A close second is Apple’s redesigned Apple TV app, which will allow purchasing subscriptions to channels like HBO and Showtime, as well as a new Apple TV Plus service with original programming. It’s confusing that Apple’s television boxes are called Apple TVs, the app is the Apple TV App — which, by the way, is available on smart televisions and third-party platforms — and their original programming is called Apple TV Plus.
You can watch Apple TV using Apple TV on your Apple TV.
Then there was Apple Arcade, their subscription for games that somehow managed to avoid the Apple Games Plus moniker. A very cool thing about this service is that Apple is promising that games will have no ads and no in-app purchases; the subscription rate is the price you pay.
That’s sort of the end of the specific features of services that Apple announced today. And you’ll notice that my descriptions of their non-News services are much shorter — they simply didn’t provide many concrete details, nor pricing, nor specific availability.
I want to zoom back out here and return to the biggest question of all: why? Apple is now a full steam ahead services company — at least, for Apple customers, primarily — and they introduced a credit card today. Why are they doing this?
The best explanation is that these are the services Apple’s employees and leadership team actually want to use. They want a Netflix-but-for-news; they want an all-you-can-play virtual arcade; they want to make TV shows; they want a credit card with less bullshit. Those are fine enough goals. The iPhone started in a similar way: people at Apple realized that cellphones sucked, so they made one that they would actually use. It’s the same with the iTunes Music Store, too, and the iPod. All of these great inventions were the product of dissatisfaction with the status quo, and an idea of what would be better.
I’m cautiously optimistic that this is the path Apple is chasing. But I am also fighting an inner voice that wonders if this is driven by bean counters in search of recurring revenue. Apple is obviously chasing services as their next big product category; Tim Cook has been completely transparent about that in earnings calls and public appearances. Assuming — generously — that Apple Arcade and Apple TV Plus are each ten dollars per month, it’s easy to think that there are customers who will be spending fifty dollars a month in optional extras: the aforementioned two services, Apple News Plus, Apple Music, and two terabytes of iCloud storage because five gigabytes is basically mockery in 2019. That’s six hundred dollars a year just to Apple and just for services; that doesn’t include the iPhone Upgrade Program, or the cost of channels purchased through Apple TV, or Netflix or Hulu or any other more full-featured streaming platform.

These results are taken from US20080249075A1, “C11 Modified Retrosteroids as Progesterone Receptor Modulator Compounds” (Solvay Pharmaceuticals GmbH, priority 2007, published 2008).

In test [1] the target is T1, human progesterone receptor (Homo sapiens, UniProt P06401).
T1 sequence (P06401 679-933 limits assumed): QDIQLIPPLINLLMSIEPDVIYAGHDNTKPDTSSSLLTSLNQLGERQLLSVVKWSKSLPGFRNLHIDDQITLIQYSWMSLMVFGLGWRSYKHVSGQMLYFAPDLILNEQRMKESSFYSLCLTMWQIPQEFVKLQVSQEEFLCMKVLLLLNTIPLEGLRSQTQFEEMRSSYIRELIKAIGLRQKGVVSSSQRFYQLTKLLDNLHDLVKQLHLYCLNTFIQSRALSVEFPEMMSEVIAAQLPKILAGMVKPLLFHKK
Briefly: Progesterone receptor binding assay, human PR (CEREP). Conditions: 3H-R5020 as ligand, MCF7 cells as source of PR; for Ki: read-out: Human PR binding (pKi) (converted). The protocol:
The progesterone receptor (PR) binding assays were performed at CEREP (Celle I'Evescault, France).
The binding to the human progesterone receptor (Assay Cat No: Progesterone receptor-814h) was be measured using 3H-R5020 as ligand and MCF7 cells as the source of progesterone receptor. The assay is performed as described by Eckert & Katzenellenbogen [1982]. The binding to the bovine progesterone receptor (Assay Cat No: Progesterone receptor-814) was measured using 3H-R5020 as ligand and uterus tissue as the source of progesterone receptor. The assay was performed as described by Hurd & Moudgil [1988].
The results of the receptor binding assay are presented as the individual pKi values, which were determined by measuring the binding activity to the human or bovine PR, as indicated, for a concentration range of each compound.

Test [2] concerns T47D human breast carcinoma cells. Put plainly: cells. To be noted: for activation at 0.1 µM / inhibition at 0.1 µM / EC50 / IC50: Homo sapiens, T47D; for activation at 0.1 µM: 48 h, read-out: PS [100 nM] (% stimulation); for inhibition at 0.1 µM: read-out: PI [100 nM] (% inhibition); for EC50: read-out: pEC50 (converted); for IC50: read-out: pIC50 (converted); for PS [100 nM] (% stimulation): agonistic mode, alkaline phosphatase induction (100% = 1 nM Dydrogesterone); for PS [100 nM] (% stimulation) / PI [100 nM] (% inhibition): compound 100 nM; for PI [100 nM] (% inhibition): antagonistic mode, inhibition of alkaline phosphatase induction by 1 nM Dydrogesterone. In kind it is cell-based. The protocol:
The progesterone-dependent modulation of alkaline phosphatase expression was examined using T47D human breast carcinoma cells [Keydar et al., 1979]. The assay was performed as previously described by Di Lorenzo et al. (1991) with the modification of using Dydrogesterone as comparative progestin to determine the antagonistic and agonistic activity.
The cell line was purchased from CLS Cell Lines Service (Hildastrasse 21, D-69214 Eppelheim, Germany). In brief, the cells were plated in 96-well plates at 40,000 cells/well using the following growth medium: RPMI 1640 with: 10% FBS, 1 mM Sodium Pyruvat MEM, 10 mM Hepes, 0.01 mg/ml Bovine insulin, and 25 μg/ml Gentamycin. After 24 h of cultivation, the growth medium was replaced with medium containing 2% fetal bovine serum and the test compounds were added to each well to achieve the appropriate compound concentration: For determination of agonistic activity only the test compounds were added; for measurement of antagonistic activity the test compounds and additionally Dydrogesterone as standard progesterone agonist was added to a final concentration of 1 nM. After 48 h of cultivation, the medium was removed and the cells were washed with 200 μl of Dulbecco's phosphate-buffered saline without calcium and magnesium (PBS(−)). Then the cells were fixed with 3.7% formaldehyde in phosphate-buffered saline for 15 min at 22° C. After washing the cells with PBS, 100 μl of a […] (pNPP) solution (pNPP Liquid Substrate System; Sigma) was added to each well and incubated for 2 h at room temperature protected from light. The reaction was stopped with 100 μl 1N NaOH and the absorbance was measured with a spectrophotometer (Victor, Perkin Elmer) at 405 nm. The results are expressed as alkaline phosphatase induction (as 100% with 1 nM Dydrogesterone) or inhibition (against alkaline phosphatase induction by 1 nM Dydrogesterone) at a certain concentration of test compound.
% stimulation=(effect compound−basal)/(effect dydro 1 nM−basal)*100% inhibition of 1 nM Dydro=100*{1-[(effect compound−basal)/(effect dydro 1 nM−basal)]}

And it still feels gross that Apple is partnering with, of all companies, Goldman fucking Sachs.
Setting aside my ever-present worries about five companies based on the west coast of the United States becoming dominant over our digital lives — though not to the same capacity and not for the same worries — there’s little wrong with Apple wanting a slice of the services pie. But I truly hope that it’s driven by passion for news, games, and television; it would be shameful and worrying if this was a financial decision first and foremost. To paraphrase Walt Disney, they shouldn’t create services to make money; they should make money to create more great products and services.